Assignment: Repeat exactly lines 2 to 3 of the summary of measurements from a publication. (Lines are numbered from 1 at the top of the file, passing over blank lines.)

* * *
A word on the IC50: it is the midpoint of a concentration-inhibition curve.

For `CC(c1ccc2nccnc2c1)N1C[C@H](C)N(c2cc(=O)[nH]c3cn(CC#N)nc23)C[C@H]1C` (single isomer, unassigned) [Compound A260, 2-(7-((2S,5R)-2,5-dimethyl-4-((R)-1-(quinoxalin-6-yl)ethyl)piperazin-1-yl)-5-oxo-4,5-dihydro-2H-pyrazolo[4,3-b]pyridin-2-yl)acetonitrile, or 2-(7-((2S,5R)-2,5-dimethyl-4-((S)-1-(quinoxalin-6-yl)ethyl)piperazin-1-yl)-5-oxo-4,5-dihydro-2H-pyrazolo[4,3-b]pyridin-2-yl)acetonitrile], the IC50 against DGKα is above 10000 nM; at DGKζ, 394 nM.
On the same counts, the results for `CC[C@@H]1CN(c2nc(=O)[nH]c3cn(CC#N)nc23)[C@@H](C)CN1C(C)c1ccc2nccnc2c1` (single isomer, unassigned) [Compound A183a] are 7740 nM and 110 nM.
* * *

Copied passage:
For `CC(c1ccc2nccnc2c1)N1C[C@H](C)N(c2cc(=O)[nH]c3cn(CC#N)nc23)C[C@H]1C` (single isomer, unassigned) [Compound A260, 2-(7-((2S,5R)-2,5-dimethyl-4-((R)-1-(quinoxalin-6-yl)ethyl)piperazin-1-yl)-5-oxo-4,5-dihydro-2H-pyrazolo[4,3-b]pyridin-2-yl)acetonitrile, or 2-(7-((2S,5R)-2,5-dimethyl-4-((S)-1-(quinoxalin-6-yl)ethyl)piperazin-1-yl)-5-oxo-4,5-dihydro-2H-pyrazolo[4,3-b]pyridin-2-yl)acetonitrile], the IC50 against DGKα is above 10000 nM; at DGKζ, 394 nM.
On the same counts, the results for `CC[C@@H]1CN(c2nc(=O)[nH]c3cn(CC#N)nc23)[C@@H](C)CN1C(C)c1ccc2nccnc2c1` (single isomer, unassigned) [Compound A183a] are 7740 nM and 110 nM.